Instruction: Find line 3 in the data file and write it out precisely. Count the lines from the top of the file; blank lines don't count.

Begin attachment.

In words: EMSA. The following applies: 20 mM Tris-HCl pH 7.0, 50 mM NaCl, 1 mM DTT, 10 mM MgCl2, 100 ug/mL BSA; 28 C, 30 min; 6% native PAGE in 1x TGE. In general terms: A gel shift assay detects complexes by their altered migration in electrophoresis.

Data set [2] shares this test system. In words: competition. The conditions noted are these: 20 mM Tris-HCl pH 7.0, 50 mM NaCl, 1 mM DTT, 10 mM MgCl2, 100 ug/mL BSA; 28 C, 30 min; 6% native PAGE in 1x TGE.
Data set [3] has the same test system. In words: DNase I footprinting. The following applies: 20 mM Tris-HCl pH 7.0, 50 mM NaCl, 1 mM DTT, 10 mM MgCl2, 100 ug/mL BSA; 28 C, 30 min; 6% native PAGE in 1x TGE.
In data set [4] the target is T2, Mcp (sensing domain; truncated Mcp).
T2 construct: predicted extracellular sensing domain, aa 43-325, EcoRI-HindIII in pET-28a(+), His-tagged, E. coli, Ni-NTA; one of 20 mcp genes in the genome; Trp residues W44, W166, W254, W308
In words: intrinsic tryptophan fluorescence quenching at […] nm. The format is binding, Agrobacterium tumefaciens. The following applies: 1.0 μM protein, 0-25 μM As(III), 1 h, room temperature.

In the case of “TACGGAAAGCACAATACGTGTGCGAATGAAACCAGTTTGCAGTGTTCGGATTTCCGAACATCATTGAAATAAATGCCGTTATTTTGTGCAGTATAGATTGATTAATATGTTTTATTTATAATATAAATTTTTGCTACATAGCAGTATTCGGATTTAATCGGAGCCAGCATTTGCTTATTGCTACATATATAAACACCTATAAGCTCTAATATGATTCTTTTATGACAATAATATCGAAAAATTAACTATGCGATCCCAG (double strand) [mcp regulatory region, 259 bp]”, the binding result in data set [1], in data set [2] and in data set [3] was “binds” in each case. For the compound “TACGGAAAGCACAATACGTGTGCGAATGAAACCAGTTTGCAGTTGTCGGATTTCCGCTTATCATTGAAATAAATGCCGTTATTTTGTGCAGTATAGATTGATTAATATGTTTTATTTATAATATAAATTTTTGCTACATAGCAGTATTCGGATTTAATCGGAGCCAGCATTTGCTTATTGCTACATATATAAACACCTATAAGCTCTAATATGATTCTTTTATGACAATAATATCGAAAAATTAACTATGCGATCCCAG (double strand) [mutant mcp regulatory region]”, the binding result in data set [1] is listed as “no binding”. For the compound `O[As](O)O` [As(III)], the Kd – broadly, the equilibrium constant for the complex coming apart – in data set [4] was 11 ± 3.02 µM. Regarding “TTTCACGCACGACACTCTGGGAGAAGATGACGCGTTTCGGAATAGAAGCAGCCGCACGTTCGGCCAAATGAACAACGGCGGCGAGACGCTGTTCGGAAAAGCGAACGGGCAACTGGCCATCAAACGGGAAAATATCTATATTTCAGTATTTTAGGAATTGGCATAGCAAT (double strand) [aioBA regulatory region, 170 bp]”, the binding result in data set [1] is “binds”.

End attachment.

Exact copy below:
Data set [3] has the same test system. In words: DNase I footprinting. The following applies: 20 mM Tris-HCl pH 7.0, 50 mM NaCl, 1 mM DTT, 10 mM MgCl2, 100 ug/mL BSA; 28 C, 30 min; 6% native PAGE in 1x TGE.